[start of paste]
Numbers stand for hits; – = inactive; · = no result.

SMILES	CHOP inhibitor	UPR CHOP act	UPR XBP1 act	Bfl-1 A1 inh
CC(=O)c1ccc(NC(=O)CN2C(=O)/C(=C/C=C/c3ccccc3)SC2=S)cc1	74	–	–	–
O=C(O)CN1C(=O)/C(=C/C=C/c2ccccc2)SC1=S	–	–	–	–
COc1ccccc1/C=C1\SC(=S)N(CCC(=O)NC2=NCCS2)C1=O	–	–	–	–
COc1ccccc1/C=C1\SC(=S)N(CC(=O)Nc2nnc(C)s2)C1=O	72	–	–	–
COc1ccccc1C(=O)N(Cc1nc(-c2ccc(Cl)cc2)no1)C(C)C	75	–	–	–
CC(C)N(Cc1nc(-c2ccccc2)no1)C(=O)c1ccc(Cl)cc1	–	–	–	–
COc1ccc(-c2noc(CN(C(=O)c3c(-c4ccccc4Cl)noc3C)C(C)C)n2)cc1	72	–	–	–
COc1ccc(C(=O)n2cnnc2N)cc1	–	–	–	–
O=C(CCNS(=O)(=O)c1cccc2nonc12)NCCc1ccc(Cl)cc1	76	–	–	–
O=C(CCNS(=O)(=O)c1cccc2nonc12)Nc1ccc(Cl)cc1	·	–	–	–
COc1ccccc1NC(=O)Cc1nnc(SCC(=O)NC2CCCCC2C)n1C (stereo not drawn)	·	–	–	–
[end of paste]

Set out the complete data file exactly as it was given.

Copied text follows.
Numbers stand for hits; – = inactive; · = no result.

SMILES	CHOP inhibitor	UPR CHOP act	UPR XBP1 act	Bfl-1 A1 inh
CC(=O)c1ccc(NC(=O)CN2C(=O)/C(=C/C=C/c3ccccc3)SC2=S)cc1	74	–	–	–
O=C(O)CN1C(=O)/C(=C/C=C/c2ccccc2)SC1=S	–	–	–	–
COc1ccccc1/C=C1\SC(=S)N(CCC(=O)NC2=NCCS2)C1=O	–	–	–	–
COc1ccccc1/C=C1\SC(=S)N(CC(=O)Nc2nnc(C)s2)C1=O	72	–	–	–
COc1ccccc1C(=O)N(Cc1nc(-c2ccc(Cl)cc2)no1)C(C)C	75	–	–	–
CC(C)N(Cc1nc(-c2ccccc2)no1)C(=O)c1ccc(Cl)cc1	–	–	–	–
COc1ccc(-c2noc(CN(C(=O)c3c(-c4ccccc4Cl)noc3C)C(C)C)n2)cc1	72	–	–	–
COc1ccc(C(=O)n2cnnc2N)cc1	–	–	–	–
O=C(CCNS(=O)(=O)c1cccc2nonc12)NCCc1ccc(Cl)cc1	76	–	–	–
O=C(CCNS(=O)(=O)c1cccc2nonc12)Nc1ccc(Cl)cc1	·	–	–	–
COc1ccccc1NC(=O)Cc1nnc(SCC(=O)NC2CCCCC2C)n1C (stereo not drawn)	·	–	–	–